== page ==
Anti-osteoporosis drug use: too little, too much, or just right? The HUNT study, Norway

  • M. Hoff
  • S. Skurtveit
  • H.E. Meyer
  • A. Langhammer
  • A.J. Søgaard
  • U. Syversen
  • E. Skovlund
  • B. Abrahamsen
  • S. Forsmo
  • B. Schei
Original Article

Abstract

Summary

Use of anti-osteoporotic drugs (AODs) was examined in a Norwegian population 50–85 years. Among them with Fracture Risk Assessment Tool (FRAX) score for major osteoporotic fracture ≥ 20, 25% of the women and 17% of the men received AODs. The strongest predictors for AODs were high age in women and use of glucocorticoids among men.

Introduction

To examine the use of anti-osteoporotic drugs (AODs) and to identify predictors for prescriptions.

Methods

Data were obtained from the Nord-Trøndelag Health Study (HUNT3) performed in 2006–2008 and the Norwegian Prescription Database, including 15,075 women and 13,386 men aged 50–85 years. Bone mineral density (BMD) in the femoral neck was measured in a subgroup of 4538 women and 2322 men. High fracture risk was defined as a FRAX score for major osteoporotic fracture (MOF) ≥ 20%; in the subgroup with BMD, high risk was in addition defined as FRAXMOF ≥ 20% or T-score ≤ − 2.5. Hazard ratios (HRs) for predictors of incident use of AODs within 2 years after HUNT3 were estimated by Cox’ proportional hazards model.

Results

Among individuals with FRAX MOF ≥ 20%, 25% of the women and 17% of the men were treated with AODs. Among those with FRAX MOF < 20%, 3% and 1% were treated, respectively. In the subgroup with BMD measurement, 24% of the women and 16% of the men at high risk of fractures were treated, compared to 3 and 1% in women and men not fulfilling the criteria. In women, high age was the strongest predictor for treatment (HR 3.84: 95% confidence interval 2.81–5.24), followed by use of glucocorticoids (GCs) (2.68:1.84–3.89). In men, predictors were use of GCs (5.28: 2.70–10.35) followed by multimorbidity (3.16:1.31–7.63). In the subgroup with BMD, T-score ≤ − 2.5 was the strongest predictor (women 3.98:2.67–5.89; men 13.31:6.17–28.74).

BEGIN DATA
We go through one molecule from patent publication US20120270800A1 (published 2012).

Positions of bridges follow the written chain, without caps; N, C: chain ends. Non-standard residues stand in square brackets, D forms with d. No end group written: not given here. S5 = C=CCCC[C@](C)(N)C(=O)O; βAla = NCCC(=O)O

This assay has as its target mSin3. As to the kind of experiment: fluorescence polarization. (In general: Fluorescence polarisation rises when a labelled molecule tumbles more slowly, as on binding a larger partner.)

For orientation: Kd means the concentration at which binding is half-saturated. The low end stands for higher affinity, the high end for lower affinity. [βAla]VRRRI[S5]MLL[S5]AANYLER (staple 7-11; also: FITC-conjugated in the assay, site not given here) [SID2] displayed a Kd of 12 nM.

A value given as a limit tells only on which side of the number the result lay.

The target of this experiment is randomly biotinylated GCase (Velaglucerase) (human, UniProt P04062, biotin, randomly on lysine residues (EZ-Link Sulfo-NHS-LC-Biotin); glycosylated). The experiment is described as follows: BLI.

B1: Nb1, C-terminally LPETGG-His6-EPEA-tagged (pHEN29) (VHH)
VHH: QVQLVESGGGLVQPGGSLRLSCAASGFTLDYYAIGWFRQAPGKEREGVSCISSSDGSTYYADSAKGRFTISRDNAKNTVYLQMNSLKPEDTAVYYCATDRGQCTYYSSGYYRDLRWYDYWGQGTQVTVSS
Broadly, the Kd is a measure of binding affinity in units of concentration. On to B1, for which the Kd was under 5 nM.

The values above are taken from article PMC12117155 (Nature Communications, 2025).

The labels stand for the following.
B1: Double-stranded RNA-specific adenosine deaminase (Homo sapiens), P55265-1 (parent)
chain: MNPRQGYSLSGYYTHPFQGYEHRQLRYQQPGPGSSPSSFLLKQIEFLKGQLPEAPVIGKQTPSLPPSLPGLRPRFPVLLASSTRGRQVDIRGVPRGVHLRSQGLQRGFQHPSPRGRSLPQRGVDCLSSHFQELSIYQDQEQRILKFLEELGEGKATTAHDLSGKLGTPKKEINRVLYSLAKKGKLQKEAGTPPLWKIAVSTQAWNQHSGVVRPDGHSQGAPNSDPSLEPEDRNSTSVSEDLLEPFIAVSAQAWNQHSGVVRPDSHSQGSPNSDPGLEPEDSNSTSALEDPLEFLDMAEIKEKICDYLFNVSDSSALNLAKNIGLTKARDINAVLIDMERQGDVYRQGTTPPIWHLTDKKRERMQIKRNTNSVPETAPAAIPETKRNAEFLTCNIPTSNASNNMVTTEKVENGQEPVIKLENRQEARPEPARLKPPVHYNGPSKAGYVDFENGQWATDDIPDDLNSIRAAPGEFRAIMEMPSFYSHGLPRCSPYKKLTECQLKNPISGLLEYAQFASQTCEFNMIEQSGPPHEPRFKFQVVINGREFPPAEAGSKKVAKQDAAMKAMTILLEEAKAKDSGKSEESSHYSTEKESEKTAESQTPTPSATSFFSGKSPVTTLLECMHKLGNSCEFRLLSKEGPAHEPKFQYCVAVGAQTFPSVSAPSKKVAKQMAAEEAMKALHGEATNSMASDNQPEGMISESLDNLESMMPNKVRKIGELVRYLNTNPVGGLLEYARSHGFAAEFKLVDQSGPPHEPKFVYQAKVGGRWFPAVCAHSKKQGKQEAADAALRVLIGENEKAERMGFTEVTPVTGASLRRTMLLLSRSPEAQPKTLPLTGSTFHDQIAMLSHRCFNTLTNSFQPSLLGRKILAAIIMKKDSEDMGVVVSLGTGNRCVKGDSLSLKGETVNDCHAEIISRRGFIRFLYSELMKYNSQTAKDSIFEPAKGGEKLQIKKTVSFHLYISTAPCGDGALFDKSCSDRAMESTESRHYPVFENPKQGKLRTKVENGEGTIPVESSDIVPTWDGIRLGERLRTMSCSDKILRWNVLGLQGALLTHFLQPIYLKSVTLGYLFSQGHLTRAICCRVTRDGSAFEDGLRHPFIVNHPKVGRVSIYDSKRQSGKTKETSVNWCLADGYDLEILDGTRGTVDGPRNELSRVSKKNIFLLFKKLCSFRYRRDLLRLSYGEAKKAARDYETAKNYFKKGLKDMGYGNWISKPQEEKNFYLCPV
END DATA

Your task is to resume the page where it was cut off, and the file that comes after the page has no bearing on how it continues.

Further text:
Conclusions

This study suggests an undertreatment of AODs in individuals at high risk of fracture.

Keywords

Osteoporosis Anti-osteoporotic drugs General population studies HUNT 

Notes

Acknowledgements

The Nord-Trøndelag Health Study (The HUNT Study) is in collaboration between HUNT Research Centre (Faculty of Medicine, Norwegian University of Science and Technology NTNU), Nord-Trøndelag County Council, Central Norway Health Authority, and the Norwegian Institute of Public Health.

Funding information

MH received a postdoctoral fellowship grant from the Liaison Committee between the Central Norway Regional Health Authority (RHA) and the Norwegian University of Science and Technology (NTNU).

Compliance with ethical standards

Conflicts of interests

BA has institutional research contracts with UCB and Novartis with funds paid to the institutions.

US has received research grants from or served as a Principal Investigator in studies conducted by Amgen, Eli Lilly, Novartis, Merck and Wyeth pharmaceuticals.

MH, SS, HM, AD, AJS, AL, ES and BS have no disclosures.

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Copyright information

© International Osteoporosis Foundation and National Osteoporosis Foundation 2018

Authors and Affiliations

  1. 1.Department of Public Health and NursingNTNU, Norwegian University of Science and TechnologyTrondheimNorway
  2. 2.Department of RheumatologySt. Olavs HospitalTrondheimNorway
  3. 3.Norwegian Institute of Public HealthOsloNorway
  4. 4.Norwegian Centre for Addiction ResearchUniversity of OsloOsloNorway
  5. 5.Department of Community Medicine and Global HealthUniversity of OsloOsloNorway
  6. 6.Department of EndocrinologySt. Olavs HospitalTrondheimNorway
  7. 7.Institute of Cancer Research and Molecular MedicineNTNUTrondheimNorway
  8. 8.Department of MedicineHolbæk HospitalHolbækDenmark
  9. 9.Odense Patient Data Explorative Network, Institute of Clinical ResearchUniversity of Southern DenmarkOdenseDenmark
  10. 10.Department of GynecologySt. Olavs HospitalTrondheimNorway

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